Ohio Church Wants Rapper's Sign Gone


Members of an Ohio church want a rapper to take down his billboard advertisement that is near the church.  In response, rapper Marcellus Hale went to the Calvary Missionary Baptist Church on March 18 to appeal to its members for their support.

Hale hoped to dispel concerns about the billboard among church members, reports ABC 22.

“I’m hoping to promote good music coming from Dayton. I am trying to show anything is possible,” said Hale.

“I put all the money into the billboard by myself from T-shirt sales to CD’s. Now I am just trying to make good promotions so everybody can see it and acknowledge it.”

The billboard features rapper Marcellus Hale’s face while he holds wads of cash up to his ear.  The phrase “Who is Cellus Hale?” appears next to the rapper, and “Coming Soon” appears beneath the image.

Members of the Baptist church reportedly feel that it sends the “wrong message” and have expressed their disapproval of the sign.

Hale was shocked at the churchgoers’ reaction to the sign.

“I was actually surprised about it because I am not trying to promote violence, promote drugs and weapons to the city. I am actually trying to show people [there are] other ways to make it out instead of that,” said Hale.

Some church members reportedly became sympathetic to Hale’s billboard after his visit.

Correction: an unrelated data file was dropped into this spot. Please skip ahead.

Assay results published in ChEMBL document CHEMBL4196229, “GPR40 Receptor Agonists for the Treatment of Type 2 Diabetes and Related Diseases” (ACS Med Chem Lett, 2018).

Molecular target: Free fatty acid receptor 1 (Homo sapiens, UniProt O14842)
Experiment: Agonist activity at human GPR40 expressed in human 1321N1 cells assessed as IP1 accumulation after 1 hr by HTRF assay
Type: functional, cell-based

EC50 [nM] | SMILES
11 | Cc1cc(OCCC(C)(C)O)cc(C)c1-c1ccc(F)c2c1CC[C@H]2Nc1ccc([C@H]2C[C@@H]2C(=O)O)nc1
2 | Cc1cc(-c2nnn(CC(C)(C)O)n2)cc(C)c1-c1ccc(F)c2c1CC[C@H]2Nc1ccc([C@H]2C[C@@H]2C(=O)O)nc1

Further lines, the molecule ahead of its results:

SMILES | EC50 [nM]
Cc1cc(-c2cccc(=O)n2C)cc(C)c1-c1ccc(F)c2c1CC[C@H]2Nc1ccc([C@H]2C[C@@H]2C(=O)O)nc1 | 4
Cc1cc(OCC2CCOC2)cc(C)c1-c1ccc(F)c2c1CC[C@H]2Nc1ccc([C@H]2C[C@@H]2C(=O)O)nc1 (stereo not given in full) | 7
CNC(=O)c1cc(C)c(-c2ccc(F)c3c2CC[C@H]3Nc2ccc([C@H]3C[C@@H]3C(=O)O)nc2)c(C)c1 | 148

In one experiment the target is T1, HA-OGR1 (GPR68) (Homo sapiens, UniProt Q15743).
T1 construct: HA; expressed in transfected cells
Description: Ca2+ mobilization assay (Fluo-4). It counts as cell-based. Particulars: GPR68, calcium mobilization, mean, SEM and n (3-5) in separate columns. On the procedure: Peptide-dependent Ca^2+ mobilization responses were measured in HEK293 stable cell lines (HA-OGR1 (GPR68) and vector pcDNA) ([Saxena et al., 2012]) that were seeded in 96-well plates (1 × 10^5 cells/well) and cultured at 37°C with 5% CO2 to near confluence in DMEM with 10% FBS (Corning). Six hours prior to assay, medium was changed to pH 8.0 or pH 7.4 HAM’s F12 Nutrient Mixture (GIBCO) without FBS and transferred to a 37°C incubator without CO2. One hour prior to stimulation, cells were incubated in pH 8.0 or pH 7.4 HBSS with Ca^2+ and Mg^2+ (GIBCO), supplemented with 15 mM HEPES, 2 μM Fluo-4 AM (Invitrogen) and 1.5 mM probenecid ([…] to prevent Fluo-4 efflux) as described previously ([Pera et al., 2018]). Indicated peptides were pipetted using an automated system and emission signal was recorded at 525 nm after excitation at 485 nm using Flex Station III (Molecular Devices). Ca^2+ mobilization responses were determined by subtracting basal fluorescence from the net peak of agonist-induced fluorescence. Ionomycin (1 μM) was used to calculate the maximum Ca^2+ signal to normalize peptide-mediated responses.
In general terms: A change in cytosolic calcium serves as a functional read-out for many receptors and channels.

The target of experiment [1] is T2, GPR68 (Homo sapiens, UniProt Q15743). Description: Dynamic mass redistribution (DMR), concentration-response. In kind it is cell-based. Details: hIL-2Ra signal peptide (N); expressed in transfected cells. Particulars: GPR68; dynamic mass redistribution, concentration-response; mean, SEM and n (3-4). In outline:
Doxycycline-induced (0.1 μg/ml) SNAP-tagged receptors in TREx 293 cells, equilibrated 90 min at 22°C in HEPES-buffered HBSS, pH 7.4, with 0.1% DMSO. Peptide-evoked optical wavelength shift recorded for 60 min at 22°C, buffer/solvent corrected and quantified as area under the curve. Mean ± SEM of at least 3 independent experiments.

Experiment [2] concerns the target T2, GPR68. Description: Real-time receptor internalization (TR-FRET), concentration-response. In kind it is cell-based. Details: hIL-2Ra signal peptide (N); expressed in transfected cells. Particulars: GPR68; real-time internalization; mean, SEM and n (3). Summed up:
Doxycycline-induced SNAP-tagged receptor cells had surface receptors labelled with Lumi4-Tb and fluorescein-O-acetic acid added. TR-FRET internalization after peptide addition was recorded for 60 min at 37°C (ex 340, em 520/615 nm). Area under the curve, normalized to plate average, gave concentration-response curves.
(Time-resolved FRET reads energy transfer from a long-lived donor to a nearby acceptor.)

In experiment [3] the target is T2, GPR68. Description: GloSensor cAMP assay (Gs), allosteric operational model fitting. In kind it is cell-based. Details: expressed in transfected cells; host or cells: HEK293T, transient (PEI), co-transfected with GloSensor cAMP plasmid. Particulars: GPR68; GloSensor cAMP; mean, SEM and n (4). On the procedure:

“It’s a young man starting out trying to make a living for himself. He is not promoting violence. I don’t see nothing violent there,” said Dorris Hemphill, a member of Calvary Missionary Baptist Church.

Even if the churchgoers wanted to remove Hale’s billboard, they might have a hard time legally doing so.  Advertisements enjoy some free speech protection under the 1st Amendment of the U.S. Constitution, according to University of North Carolina law professor David Owens.

“Town[s] can certainly regulate signs. But there are limits on the authority of the town to regulate the content of a sign,” wrote Owens on his blog.

Hale said that he wants to be a role model for Dayton’s young people, emphasizing that he does not want trouble with the local church.

Sources: ABC 22, UNC / Photo credit: Wikimedia Commons

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